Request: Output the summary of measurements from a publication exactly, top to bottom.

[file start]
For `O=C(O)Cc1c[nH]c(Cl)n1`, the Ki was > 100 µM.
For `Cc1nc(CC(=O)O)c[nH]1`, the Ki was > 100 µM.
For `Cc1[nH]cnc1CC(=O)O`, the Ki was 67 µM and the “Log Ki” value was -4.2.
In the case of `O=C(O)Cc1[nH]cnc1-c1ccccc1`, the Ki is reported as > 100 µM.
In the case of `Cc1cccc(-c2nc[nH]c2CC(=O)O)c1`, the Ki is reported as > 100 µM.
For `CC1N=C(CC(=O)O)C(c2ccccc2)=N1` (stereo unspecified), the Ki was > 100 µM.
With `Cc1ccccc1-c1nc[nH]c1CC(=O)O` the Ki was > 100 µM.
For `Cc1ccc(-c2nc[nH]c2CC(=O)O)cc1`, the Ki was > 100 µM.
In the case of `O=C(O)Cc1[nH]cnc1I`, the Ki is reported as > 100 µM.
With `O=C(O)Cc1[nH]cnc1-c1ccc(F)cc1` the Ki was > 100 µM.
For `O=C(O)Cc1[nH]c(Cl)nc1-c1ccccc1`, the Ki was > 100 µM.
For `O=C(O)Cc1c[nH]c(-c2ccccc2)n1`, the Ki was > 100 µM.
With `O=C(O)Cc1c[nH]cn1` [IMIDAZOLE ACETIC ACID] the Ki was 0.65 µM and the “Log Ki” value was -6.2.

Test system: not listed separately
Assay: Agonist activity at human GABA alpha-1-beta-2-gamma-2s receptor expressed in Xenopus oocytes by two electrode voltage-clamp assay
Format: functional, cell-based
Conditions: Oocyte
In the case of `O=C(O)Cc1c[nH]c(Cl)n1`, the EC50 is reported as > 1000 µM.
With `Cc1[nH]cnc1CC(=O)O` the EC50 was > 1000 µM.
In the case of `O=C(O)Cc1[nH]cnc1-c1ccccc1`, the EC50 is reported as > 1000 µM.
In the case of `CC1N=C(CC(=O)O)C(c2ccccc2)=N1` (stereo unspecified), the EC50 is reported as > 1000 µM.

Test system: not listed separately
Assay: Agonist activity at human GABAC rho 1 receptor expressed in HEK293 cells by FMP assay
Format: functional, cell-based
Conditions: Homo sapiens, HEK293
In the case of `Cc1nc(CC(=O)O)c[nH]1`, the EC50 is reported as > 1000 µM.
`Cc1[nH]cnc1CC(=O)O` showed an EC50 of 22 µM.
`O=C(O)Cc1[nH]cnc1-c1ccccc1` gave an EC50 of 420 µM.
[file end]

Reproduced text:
For `O=C(O)Cc1c[nH]c(Cl)n1`, the Ki was > 100 µM.
For `Cc1nc(CC(=O)O)c[nH]1`, the Ki was > 100 µM.
For `Cc1[nH]cnc1CC(=O)O`, the Ki was 67 µM and the “Log Ki” value was -4.2.
In the case of `O=C(O)Cc1[nH]cnc1-c1ccccc1`, the Ki is reported as > 100 µM.
In the case of `Cc1cccc(-c2nc[nH]c2CC(=O)O)c1`, the Ki is reported as > 100 µM.
For `CC1N=C(CC(=O)O)C(c2ccccc2)=N1` (stereo unspecified), the Ki was > 100 µM.
With `Cc1ccccc1-c1nc[nH]c1CC(=O)O` the Ki was > 100 µM.
For `Cc1ccc(-c2nc[nH]c2CC(=O)O)cc1`, the Ki was > 100 µM.
In the case of `O=C(O)Cc1[nH]cnc1I`, the Ki is reported as > 100 µM.
With `O=C(O)Cc1[nH]cnc1-c1ccc(F)cc1` the Ki was > 100 µM.
For `O=C(O)Cc1[nH]c(Cl)nc1-c1ccccc1`, the Ki was > 100 µM.
For `O=C(O)Cc1c[nH]c(-c2ccccc2)n1`, the Ki was > 100 µM.
With `O=C(O)Cc1c[nH]cn1` [IMIDAZOLE ACETIC ACID] the Ki was 0.65 µM and the “Log Ki” value was -6.2.

Test system: not listed separately
Assay: Agonist activity at human GABA alpha-1-beta-2-gamma-2s receptor expressed in Xenopus oocytes by two electrode voltage-clamp assay
Format: functional, cell-based
Conditions: Oocyte
In the case of `O=C(O)Cc1c[nH]c(Cl)n1`, the EC50 is reported as > 1000 µM.
With `Cc1[nH]cnc1CC(=O)O` the EC50 was > 1000 µM.
In the case of `O=C(O)Cc1[nH]cnc1-c1ccccc1`, the EC50 is reported as > 1000 µM.
In the case of `CC1N=C(CC(=O)O)C(c2ccccc2)=N1` (stereo unspecified), the EC50 is reported as > 1000 µM.

Test system: not listed separately
Assay: Agonist activity at human GABAC rho 1 receptor expressed in HEK293 cells by FMP assay
Format: functional, cell-based
Conditions: Homo sapiens, HEK293
In the case of `Cc1nc(CC(=O)O)c[nH]1`, the EC50 is reported as > 1000 µM.
`Cc1[nH]cnc1CC(=O)O` showed an EC50 of 22 µM.
`O=C(O)Cc1[nH]cnc1-c1ccccc1` gave an EC50 of 420 µM.